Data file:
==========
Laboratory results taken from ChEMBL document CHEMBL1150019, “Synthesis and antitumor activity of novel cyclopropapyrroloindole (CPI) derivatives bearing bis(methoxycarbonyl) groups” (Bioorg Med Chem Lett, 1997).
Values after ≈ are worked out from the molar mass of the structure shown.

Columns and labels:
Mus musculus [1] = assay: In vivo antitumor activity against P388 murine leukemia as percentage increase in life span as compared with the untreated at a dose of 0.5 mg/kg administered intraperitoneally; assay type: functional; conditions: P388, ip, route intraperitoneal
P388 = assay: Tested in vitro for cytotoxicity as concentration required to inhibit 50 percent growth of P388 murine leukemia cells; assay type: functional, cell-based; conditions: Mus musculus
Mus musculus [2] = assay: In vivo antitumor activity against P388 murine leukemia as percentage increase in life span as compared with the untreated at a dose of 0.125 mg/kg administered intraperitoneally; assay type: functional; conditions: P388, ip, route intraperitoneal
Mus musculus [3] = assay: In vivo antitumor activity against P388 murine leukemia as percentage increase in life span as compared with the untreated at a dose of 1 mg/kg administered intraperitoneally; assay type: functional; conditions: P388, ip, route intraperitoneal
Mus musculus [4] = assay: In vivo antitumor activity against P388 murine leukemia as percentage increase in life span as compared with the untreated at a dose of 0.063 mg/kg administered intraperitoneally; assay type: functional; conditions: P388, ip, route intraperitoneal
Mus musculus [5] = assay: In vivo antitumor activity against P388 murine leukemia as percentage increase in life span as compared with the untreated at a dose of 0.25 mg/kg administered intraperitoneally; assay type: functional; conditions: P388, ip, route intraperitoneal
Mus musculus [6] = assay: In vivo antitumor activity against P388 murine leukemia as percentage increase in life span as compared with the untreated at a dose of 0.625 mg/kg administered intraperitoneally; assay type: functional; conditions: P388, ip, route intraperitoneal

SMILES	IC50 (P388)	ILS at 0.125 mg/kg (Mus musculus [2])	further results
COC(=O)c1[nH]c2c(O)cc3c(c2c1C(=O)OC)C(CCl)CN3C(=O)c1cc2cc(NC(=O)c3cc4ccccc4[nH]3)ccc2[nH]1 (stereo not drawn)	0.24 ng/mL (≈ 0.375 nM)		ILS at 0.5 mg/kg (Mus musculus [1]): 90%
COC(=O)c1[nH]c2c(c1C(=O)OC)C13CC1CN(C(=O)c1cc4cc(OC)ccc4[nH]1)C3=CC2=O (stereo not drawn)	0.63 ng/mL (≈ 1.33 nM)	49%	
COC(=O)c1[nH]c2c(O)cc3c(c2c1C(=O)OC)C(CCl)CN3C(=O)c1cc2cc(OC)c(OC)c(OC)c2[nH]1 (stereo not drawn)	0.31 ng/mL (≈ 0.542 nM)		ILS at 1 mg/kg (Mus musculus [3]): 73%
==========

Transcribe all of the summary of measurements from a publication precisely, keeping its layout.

Laboratory results taken from ChEMBL document CHEMBL1150019, “Synthesis and antitumor activity of novel cyclopropapyrroloindole (CPI) derivatives bearing bis(methoxycarbonyl) groups” (Bioorg Med Chem Lett, 1997).
Values after ≈ are worked out from the molar mass of the structure shown.

Columns and labels:
Mus musculus [1] = assay: In vivo antitumor activity against P388 murine leukemia as percentage increase in life span as compared with the untreated at a dose of 0.5 mg/kg administered intraperitoneally; assay type: functional; conditions: P388, ip, route intraperitoneal
P388 = assay: Tested in vitro for cytotoxicity as concentration required to inhibit 50 percent growth of P388 murine leukemia cells; assay type: functional, cell-based; conditions: Mus musculus
Mus musculus [2] = assay: In vivo antitumor activity against P388 murine leukemia as percentage increase in life span as compared with the untreated at a dose of 0.125 mg/kg administered intraperitoneally; assay type: functional; conditions: P388, ip, route intraperitoneal
Mus musculus [3] = assay: In vivo antitumor activity against P388 murine leukemia as percentage increase in life span as compared with the untreated at a dose of 1 mg/kg administered intraperitoneally; assay type: functional; conditions: P388, ip, route intraperitoneal
Mus musculus [4] = assay: In vivo antitumor activity against P388 murine leukemia as percentage increase in life span as compared with the untreated at a dose of 0.063 mg/kg administered intraperitoneally; assay type: functional; conditions: P388, ip, route intraperitoneal
Mus musculus [5] = assay: In vivo antitumor activity against P388 murine leukemia as percentage increase in life span as compared with the untreated at a dose of 0.25 mg/kg administered intraperitoneally; assay type: functional; conditions: P388, ip, route intraperitoneal
Mus musculus [6] = assay: In vivo antitumor activity against P388 murine leukemia as percentage increase in life span as compared with the untreated at a dose of 0.625 mg/kg administered intraperitoneally; assay type: functional; conditions: P388, ip, route intraperitoneal

SMILES	IC50 (P388)	ILS at 0.125 mg/kg (Mus musculus [2])	further results
COC(=O)c1[nH]c2c(O)cc3c(c2c1C(=O)OC)C(CCl)CN3C(=O)c1cc2cc(NC(=O)c3cc4ccccc4[nH]3)ccc2[nH]1 (stereo not drawn)	0.24 ng/mL (≈ 0.375 nM)		ILS at 0.5 mg/kg (Mus musculus [1]): 90%
COC(=O)c1[nH]c2c(c1C(=O)OC)C13CC1CN(C(=O)c1cc4cc(OC)ccc4[nH]1)C3=CC2=O (stereo not drawn)	0.63 ng/mL (≈ 1.33 nM)	49%	
COC(=O)c1[nH]c2c(O)cc3c(c2c1C(=O)OC)C(CCl)CN3C(=O)c1cc2cc(OC)c(OC)c(OC)c2[nH]1 (stereo not drawn)	0.31 ng/mL (≈ 0.542 nM)		ILS at 1 mg/kg (Mus musculus [3]): 73%